• Exceptional bonus categories, as the card offers up to 3x points on travel, shipping purchases, internet, cable, phone services, and advertising purchases made with social media sites and search engines, for the first $150,000 in combined purchases each cardmember year
  • An amazing cell phone protection benefit
  • Travel protection, including rental car coverage
  • Useful points that can be transferred to airline and hotel partners or redeemed for a minimum of 1.25 cents each toward the cost of a travel purchase
Get cell phone protection with the card

Capital One Spark Miles Card

The $95 annual fee (waived for the first 12 months) Capital One Spark Miles for Business (review) is essentially the business card equivalent of the Capital One Venture Rewards Credit Card. This is one of the best business cards for everyday spending, so it’s an excellent option if you just want an easy and super rewarding credit card that you can use everywhere.

The Capital One Spark Miles Business Card offers the following, among other things:

Redeem Capital One miles for travel in Emirates first class

IHG Premier Business Card

The $99 annual fee IHG® Rewards Premier Business Credit Card (review) is the business version of the IHG® Rewards Premier Credit Card, and the perks are virtually identical.

The IHG Business Premier Card offers the following, among other things:

Get a fourth night free award at an IHG property

Bottom line

There are a lot of great credit cards out there, though the above are my five favorite personal and three favorite business cards with annual fees of under $100 each. As you can see, some of these cards are great because of the return on spending that they offer, some are great because of the travel protection they offer, and some are great because of the perks that they offer.

Of course there are lots of other great low annual fee cards out there as well.

What’s your favorite credit card with an annual fee of under $100?

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  1. Iamhere Guest

    I think this article is not written well because it does not divide it by spending and/or redemption. For example, the Chase Sapphire card is a good low cost card for travel and dining as you mentioned but for all other purchases the Freedom unlimited is more rewarding unless it is a foreign transaction. You can merge points if you hold both cards. Also, there are cards that should be on this list which are...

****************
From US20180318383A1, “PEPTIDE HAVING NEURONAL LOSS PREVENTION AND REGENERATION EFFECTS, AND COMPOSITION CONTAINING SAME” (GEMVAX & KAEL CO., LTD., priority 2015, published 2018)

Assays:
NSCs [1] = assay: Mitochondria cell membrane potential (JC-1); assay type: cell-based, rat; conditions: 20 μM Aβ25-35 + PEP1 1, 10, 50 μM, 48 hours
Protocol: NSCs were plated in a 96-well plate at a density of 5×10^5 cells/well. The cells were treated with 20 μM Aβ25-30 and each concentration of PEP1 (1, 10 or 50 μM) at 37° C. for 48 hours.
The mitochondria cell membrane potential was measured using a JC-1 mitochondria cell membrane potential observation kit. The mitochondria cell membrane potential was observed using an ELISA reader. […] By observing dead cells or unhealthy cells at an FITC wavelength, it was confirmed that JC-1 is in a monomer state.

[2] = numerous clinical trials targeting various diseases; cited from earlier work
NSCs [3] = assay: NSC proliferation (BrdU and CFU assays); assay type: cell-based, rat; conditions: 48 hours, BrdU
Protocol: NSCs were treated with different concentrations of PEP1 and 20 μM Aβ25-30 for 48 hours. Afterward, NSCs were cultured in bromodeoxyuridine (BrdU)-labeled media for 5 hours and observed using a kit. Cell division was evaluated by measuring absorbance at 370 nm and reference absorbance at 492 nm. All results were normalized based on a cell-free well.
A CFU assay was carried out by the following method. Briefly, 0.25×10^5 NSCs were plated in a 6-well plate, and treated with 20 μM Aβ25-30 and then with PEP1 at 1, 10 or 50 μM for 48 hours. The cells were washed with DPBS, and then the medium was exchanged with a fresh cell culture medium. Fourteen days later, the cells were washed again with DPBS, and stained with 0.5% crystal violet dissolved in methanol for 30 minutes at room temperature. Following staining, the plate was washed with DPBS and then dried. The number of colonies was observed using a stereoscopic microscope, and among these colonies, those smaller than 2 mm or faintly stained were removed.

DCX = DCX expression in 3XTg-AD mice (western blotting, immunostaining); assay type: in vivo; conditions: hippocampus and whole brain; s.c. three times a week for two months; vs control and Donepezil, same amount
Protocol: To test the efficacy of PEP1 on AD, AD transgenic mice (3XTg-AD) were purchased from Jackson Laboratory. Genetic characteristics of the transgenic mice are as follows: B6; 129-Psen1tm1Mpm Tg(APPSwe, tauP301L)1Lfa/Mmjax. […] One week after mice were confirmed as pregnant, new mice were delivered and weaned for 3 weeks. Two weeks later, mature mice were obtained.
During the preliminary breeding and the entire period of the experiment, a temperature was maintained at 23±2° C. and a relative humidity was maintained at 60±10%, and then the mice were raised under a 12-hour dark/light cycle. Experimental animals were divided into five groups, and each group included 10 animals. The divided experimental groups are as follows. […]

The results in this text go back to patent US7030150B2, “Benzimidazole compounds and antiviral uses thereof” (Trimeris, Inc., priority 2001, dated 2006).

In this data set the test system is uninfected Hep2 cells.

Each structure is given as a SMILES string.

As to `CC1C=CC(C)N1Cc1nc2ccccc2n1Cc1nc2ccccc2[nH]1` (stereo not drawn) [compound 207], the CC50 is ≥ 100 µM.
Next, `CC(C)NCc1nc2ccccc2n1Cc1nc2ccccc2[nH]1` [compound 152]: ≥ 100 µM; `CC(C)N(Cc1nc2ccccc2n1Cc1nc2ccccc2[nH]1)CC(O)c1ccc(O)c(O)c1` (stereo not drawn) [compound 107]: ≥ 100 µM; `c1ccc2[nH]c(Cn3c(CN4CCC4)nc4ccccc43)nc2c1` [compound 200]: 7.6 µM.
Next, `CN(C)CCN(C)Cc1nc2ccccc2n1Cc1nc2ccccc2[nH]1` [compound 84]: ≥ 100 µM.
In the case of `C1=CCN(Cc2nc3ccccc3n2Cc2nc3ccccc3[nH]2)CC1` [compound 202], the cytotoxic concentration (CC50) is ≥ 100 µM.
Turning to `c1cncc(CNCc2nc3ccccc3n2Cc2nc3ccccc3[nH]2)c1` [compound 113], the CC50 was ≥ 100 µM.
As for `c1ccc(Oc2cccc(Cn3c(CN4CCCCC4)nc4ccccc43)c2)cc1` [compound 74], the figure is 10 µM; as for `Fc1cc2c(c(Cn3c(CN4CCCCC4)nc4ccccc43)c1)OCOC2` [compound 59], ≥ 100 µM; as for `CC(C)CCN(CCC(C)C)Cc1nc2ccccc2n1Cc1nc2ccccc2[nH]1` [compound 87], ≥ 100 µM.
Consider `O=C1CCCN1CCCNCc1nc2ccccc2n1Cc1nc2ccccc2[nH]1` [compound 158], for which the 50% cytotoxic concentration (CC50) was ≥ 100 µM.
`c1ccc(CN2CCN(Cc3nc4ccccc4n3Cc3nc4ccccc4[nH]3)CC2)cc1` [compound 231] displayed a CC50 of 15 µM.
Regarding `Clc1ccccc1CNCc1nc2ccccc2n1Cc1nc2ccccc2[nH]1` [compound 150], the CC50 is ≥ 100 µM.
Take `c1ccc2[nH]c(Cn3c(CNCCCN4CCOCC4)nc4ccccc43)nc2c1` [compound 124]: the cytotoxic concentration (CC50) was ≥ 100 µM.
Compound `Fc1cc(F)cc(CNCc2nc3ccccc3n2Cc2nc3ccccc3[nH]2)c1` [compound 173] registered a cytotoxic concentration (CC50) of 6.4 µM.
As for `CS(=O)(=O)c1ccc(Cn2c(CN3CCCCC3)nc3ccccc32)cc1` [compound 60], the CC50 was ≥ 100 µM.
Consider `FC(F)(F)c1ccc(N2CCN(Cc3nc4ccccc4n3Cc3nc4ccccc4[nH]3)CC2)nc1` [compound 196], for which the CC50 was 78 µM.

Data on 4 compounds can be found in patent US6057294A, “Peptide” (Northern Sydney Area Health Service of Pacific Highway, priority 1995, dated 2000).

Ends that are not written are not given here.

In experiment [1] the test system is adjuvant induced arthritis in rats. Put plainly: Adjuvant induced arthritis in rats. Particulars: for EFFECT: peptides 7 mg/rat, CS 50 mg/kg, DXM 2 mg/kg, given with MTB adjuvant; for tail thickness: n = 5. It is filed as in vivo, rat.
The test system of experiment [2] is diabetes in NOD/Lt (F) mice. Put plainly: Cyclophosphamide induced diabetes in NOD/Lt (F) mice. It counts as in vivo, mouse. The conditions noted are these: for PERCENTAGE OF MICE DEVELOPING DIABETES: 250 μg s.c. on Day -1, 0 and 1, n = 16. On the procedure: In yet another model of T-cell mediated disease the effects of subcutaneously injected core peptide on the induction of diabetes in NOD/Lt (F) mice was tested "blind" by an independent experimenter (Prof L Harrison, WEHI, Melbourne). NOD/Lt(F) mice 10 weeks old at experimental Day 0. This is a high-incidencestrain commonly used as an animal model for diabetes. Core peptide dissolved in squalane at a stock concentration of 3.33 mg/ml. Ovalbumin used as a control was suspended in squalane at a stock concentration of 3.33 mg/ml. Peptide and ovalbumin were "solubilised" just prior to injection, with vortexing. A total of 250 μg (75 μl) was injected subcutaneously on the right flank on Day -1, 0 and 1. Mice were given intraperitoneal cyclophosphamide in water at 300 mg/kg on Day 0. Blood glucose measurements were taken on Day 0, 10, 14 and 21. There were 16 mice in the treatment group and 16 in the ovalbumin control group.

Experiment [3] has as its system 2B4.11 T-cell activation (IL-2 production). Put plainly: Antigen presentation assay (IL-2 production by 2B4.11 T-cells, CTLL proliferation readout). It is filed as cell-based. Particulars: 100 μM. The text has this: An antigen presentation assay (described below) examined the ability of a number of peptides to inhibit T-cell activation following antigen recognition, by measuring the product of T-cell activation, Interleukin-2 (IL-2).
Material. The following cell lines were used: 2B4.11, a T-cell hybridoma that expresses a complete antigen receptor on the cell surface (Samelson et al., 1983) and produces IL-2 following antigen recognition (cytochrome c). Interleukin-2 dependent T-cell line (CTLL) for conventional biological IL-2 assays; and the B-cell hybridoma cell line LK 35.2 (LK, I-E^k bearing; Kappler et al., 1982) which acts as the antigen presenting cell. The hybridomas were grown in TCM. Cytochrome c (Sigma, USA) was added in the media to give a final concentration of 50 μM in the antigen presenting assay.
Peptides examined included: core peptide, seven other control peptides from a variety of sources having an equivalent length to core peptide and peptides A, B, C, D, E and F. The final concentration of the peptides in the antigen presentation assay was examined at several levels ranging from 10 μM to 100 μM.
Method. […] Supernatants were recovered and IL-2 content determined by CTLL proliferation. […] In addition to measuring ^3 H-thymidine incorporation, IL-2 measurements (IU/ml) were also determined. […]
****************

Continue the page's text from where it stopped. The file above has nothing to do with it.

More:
I think this article is not written well because it does not divide it by spending and/or redemption. For example, the Chase Sapphire card is a good low cost card for travel and dining as you mentioned but for all other purchases the Freedom unlimited is more rewarding unless it is a foreign transaction. You can merge points if you hold both cards. Also, there are cards that should be on this list which are generally not discussed in this blog which earn a higher return than most of the cards here.

  2. Fsuga Guest

    I don't think you can leave the Blue Cash Preferred card off this list. I get the travel aspect, but with 6% on groceries and 3% on gas in today's inflationary environment (which will likely only get worse until a new administration and Congress are elected to replace this unmitigated disaster), you're leaving cold hard cash on the table in those two categories which will exceed most redemption opportunities.

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The comments on this page have not been provided, reviewed, approved or otherwise endorsed by any advertiser, and it is not an advertiser's responsibility to ensure posts and/or questions are answered.

Iamhere Guest

I think this article is not written well because it does not divide it by spending and/or redemption. For example, the Chase Sapphire card is a good low cost card for travel and dining as you mentioned but for all other purchases the Freedom unlimited is more rewarding unless it is a foreign transaction. You can merge points if you hold both cards. Also, there are cards that should be on this list which are generally not discussed in this blog which earn a higher return than most of the cards here.

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Fsuga Guest

I don't think you can leave the Blue Cash Preferred card off this list. I get the travel aspect, but with 6% on groceries and 3% on gas in today's inflationary environment (which will likely only get worse until a new administration and Congress are elected to replace this unmitigated disaster), you're leaving cold hard cash on the table in those two categories which will exceed most redemption opportunities.